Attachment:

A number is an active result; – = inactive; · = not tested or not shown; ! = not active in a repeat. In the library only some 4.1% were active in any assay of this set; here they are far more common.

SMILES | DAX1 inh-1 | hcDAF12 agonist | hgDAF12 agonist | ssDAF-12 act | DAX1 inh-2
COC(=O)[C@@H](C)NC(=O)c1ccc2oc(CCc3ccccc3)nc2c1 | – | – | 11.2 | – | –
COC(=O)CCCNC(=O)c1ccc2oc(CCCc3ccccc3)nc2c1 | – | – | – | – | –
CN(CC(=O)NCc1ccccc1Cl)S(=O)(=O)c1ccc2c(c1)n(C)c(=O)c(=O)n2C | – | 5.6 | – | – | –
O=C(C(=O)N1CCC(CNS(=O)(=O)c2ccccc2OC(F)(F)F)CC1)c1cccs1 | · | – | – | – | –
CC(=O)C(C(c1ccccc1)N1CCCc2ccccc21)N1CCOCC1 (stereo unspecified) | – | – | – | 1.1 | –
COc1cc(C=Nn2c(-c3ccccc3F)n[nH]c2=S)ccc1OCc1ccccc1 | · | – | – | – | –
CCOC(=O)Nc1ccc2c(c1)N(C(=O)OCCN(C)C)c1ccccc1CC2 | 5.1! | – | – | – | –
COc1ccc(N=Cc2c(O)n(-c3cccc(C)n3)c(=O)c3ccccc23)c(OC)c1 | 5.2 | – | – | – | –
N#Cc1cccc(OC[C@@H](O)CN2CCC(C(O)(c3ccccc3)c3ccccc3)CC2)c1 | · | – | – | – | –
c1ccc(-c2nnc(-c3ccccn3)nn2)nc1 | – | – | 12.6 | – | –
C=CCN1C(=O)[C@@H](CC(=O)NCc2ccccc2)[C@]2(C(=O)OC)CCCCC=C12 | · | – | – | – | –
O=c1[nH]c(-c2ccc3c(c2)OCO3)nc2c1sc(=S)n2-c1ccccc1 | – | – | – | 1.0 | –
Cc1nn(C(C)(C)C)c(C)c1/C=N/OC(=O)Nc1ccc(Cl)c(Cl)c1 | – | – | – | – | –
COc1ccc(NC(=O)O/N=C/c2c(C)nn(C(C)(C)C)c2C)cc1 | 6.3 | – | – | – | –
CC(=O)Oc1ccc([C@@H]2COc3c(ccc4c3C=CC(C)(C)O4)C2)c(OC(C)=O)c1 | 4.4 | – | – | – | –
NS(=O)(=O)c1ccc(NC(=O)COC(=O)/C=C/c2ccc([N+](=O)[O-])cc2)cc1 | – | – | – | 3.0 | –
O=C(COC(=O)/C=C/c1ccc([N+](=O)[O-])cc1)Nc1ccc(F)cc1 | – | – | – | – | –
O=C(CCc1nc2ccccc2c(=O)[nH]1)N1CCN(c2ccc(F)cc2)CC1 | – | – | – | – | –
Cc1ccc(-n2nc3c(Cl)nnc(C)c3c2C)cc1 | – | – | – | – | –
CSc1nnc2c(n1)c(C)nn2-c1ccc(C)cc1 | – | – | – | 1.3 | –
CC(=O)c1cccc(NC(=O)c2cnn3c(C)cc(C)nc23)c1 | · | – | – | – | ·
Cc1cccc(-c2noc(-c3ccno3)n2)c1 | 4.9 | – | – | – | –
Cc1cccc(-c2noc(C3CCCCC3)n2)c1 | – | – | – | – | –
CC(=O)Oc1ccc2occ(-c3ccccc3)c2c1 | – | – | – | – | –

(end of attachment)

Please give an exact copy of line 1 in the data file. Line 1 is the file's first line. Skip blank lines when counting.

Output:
A number is an active result; – = inactive; · = not tested or not shown; ! = not active in a repeat. In the library only some 4.1% were active in any assay of this set; here they are far more common.